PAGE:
Saturday, January 5, 2008

30 Days of Bloggery: Best Movies I Saw In 2007

I'd love to play the year-in-review top 10 game with the movies, but I have to admit I've only been to the theater a half-dozen times or so in 2007, and a ton of the critical favorites I'm dying to see like No Country For Old Men and I'm Not There have yet to make it here. So listing my best of 2007 when I've probably barely seen 10 flicks of 2007 seems premature.

But what the heck -- we do watch a fair amount of deeveedees, so instead I'm going to list my 10 favorite movies I saw in 2007 -- no matter what year they first came out in! That's right, I'm a rebel. (Well, it turns out half my list is 2007 movies anyway.)

In alphabetical order:

PhotobucketAce In The Hole (1951) - A long-lost golden oldie getting its first release on DVD this year, from the all-time legend Billy Wilder. Kirk Douglas embodies rampant cycnism at its best in a story of a man trapped in a well that becomes a media circus. Pitch-black satire that's fresh and relevant today.

Children of Men (2006) - It's the countless small details of this grittily real science-fiction drama that stuck with me, as it painted a picture of life in 2027. Clive Owen is smoulderingly good and it's all filled with a battered kind of hope as mankind faces its self-created extinction.

The Darjeeling Limited (2007) - Why, I just saw this! Wes Anderson, train trips, humor that trips the edge of sorrow, another gem from my favorite movie director.

PhotobucketThe Departed (2006) - I know, I know, late to the party, but I finally watched this on DVD and it's taut and dazzling Scorsese, with some fantastic performances by DiCaprio and Damon. And wasn't it nice for Marty to finally get an Oscar for it?

The Devil and Daniel Johnston (2005) - This documentary looks at the damaged life of Daniel Johnston, a kind of idiot savant crafting so-stupid-it's genius music down in Texas and battling mental illness. Moving and funny, a great portrait of a creative life held back -- and fed -- by the demons in his head. Best documentary of its sort since "Crumb."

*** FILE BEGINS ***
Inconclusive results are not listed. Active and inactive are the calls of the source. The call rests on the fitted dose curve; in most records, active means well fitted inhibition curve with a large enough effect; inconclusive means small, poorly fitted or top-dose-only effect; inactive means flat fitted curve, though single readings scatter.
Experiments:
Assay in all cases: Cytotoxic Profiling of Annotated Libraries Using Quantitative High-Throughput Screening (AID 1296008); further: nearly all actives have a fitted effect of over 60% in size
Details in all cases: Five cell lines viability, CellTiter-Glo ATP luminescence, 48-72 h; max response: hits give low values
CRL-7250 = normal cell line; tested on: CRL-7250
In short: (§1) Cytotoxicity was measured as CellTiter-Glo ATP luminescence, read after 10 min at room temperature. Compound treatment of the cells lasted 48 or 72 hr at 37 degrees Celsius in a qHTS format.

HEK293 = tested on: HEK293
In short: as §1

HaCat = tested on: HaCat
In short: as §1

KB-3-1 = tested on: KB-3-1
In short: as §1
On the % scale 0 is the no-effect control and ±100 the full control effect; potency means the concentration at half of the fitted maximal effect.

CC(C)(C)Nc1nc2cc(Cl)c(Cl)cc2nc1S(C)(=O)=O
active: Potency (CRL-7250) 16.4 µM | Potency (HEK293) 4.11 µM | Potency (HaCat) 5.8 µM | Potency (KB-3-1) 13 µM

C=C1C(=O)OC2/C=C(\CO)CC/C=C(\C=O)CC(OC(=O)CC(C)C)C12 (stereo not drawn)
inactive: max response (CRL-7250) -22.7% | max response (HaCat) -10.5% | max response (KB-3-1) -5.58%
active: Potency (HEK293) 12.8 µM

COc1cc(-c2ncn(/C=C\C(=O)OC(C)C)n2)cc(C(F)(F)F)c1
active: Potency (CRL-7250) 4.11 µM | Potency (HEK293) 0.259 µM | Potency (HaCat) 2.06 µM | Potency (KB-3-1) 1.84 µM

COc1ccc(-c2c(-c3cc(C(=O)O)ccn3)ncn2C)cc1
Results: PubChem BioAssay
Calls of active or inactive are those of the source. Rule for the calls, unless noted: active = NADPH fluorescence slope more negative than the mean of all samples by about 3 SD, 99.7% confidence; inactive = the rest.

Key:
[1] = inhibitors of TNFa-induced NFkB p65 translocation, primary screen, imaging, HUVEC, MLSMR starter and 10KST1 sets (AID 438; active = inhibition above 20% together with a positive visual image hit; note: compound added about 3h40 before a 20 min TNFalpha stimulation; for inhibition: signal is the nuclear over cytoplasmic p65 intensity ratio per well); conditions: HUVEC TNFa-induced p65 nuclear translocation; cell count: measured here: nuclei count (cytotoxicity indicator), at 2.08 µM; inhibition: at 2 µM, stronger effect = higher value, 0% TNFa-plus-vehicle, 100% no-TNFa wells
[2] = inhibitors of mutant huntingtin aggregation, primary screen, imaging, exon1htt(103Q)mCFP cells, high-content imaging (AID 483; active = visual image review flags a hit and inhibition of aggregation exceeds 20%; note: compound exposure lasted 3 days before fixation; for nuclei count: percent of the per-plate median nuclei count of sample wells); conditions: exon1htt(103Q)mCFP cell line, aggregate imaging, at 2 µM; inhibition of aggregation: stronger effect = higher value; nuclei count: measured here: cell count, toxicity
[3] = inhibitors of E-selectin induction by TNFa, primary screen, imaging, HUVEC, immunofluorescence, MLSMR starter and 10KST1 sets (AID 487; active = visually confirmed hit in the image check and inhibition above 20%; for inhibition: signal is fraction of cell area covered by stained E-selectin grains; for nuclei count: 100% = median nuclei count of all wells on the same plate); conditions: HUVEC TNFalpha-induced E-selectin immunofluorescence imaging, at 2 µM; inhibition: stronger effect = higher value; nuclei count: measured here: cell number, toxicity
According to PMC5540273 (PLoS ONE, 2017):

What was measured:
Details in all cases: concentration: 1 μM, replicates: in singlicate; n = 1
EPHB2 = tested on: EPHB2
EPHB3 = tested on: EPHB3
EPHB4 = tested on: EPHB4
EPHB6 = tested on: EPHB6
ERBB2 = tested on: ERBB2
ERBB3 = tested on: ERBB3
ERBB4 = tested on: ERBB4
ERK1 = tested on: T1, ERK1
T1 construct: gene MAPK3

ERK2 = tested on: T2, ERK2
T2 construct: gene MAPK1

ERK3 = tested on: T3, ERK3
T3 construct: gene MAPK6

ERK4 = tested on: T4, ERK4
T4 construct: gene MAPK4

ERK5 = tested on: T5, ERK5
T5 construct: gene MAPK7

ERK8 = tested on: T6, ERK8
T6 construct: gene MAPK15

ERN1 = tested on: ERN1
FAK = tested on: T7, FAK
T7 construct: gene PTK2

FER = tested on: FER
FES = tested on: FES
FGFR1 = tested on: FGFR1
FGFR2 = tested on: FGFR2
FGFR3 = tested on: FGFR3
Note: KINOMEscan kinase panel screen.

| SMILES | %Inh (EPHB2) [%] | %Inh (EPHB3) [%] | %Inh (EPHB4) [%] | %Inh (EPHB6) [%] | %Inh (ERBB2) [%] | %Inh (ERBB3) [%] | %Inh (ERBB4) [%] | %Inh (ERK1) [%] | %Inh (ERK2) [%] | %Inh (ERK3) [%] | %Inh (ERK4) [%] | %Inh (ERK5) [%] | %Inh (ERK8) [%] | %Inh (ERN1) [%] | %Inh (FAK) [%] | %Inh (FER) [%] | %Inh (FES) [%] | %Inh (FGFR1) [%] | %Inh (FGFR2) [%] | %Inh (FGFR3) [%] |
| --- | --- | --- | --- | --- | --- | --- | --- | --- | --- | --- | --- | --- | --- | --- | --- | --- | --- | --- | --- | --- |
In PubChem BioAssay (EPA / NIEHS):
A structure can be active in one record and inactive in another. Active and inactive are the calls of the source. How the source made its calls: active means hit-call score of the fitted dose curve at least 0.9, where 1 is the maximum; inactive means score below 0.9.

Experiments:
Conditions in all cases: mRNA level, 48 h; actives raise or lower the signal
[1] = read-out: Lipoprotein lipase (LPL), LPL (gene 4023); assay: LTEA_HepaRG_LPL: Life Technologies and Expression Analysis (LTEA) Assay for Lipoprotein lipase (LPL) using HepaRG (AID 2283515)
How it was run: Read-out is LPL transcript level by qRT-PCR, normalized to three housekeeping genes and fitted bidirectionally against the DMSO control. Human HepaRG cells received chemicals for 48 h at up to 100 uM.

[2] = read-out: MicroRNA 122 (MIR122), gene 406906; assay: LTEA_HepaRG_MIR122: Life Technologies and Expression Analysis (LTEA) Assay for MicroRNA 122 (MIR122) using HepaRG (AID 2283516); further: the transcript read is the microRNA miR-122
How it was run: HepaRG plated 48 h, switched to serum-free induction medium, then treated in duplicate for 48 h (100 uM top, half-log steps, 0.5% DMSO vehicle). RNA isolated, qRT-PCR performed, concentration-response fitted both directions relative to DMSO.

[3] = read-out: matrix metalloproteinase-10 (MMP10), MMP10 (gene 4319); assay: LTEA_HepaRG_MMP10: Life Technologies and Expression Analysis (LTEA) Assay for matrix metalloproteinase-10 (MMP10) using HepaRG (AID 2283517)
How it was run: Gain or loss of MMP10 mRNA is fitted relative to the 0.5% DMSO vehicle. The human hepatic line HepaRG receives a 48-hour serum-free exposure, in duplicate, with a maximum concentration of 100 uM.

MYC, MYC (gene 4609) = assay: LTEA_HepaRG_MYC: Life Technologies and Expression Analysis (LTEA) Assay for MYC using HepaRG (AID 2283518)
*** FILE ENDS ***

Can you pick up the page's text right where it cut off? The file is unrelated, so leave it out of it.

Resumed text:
PhotobucketHelvetica (2007) - A documentary about a typeface that actually delves deep into how we perceive the world around us. Saw this at the Auckland International Film Festival and haven't stopped thinking about it all year. You'll never look at street signs quite the same way again.

Hot Fuzz (2007)
- The creators of "Shaun Of The Dead" return with another bizarrely over-the-top action comedy, this time combining a look at quiet English country life with cop drama. The lurches in tone in this may catch you off guard but on a second and third viewing it's a marvelously goofy piece of work. And any movie that references "Point Break" as a motivational plot point is OK with me.

PhotobucketKnocked Up (2007) - Judd Apatow continues to put out the smartest dumb comedy in the business, with a movie about growing up when you're eternally immature. Not quite as great as "The 40-Year-Old Virgin," but only just short.

Pan's Labyrinth (2006) - Everyone and their brother loved this one from last year; it's a potent combination of mythology and murder, examining the thin line between fantasy and reality... that, and utterly killer design and creatures by the amazing Guillermo del Toro. Haunting and immensely sad.

Sunshine (2007) - Perhaps the plot was a bit rote, but the gorgeous images and philosophical lean of this crew-alone-in-outer-space tale really stuck with me long after viewing. If you view the final act as an allegory, it works even better.

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